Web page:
GM Is Betting Its Ultium Batteries Will Lead the Automaker to EV Dominance

Scott Mlyn | CNBC

General Motors once led the world in auto sales, and still, with some exceptions, leads the U.S.

Now the automaker hopes to become a leader in electric vehicles on its home turf and beyond.

The Detroit company has made massive investments in EV technology in a bet that its new Ultium platform — consisting of batteries, motors, software and other components — will help it to outpace competition from legacy automakers and countless start-ups and eventually replace Tesla as the No. 1 EV maker.

The automaker unveiled its Ultium EV platform in March 2020 and as is delivering the first vehicles built around it this year.

At the heart of the Ultium platform are GM's batteries. They were developed in partnership with LG Energy Solutions, a division of the Korean conglomerate LG Corp.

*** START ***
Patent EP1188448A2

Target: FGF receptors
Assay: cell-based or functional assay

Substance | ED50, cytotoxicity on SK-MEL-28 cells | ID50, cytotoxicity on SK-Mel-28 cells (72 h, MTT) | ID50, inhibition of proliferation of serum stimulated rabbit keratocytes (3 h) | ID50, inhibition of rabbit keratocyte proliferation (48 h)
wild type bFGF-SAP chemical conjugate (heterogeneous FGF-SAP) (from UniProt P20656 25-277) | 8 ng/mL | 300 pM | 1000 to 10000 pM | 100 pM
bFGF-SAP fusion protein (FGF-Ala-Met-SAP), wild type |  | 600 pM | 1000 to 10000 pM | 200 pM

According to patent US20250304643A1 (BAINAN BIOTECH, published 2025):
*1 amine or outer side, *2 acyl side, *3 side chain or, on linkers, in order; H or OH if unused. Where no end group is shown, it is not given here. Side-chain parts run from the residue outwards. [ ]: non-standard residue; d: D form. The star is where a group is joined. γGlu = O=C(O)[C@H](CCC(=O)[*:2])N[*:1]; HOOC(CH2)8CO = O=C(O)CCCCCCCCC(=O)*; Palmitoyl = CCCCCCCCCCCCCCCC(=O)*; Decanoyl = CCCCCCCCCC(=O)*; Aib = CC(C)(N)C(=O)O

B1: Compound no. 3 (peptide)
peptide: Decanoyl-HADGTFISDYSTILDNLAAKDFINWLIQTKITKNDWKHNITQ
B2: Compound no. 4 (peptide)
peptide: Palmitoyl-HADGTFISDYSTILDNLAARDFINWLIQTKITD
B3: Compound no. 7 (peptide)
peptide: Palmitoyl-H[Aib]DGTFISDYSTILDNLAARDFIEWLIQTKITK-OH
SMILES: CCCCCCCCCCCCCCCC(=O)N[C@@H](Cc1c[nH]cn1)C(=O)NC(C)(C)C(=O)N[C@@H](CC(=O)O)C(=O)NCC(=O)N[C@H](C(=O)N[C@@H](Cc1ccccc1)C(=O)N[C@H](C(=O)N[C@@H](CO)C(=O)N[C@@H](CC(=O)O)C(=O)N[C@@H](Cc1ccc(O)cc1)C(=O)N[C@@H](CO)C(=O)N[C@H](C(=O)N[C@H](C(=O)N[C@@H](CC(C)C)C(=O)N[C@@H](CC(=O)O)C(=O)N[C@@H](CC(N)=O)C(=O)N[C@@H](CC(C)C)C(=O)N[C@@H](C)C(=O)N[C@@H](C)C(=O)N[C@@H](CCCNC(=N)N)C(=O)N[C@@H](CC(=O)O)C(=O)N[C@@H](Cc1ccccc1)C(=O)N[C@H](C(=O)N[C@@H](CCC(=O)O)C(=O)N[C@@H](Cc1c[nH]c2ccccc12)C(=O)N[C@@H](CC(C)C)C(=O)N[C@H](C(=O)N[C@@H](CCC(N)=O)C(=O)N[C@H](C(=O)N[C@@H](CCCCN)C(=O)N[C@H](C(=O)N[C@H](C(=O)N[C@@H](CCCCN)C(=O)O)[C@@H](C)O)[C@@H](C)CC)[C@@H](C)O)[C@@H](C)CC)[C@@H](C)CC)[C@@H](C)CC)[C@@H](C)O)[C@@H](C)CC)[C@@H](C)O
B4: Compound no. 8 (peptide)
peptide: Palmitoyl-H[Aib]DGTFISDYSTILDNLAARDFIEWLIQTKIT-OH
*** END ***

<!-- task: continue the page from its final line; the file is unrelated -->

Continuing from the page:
The batteries use a highly unusual chemistry that reduces expensive and tough-to-source cobalt by 70%. That move, the company says, will help push battery pack costs below $100 per kilowatt-hour — commonly considered to be a critical threshold for EVs to be competitive with internal combustion engines.

GM's system for managing its battery pack is also different from competitors. The Ultium platform allows GM to run battery cells with different chemistries in the same pack, so parts of the pack can be replaced as time goes on.

It's innovations like these that GM says will make it a leader in EVs in North America by 2025. Tesla dominated the U.S. market in 2021.

But competition from other automakers is stiff. And there are many more challengers on their way, from just about every corner of the world.

Watch the video to learn more.

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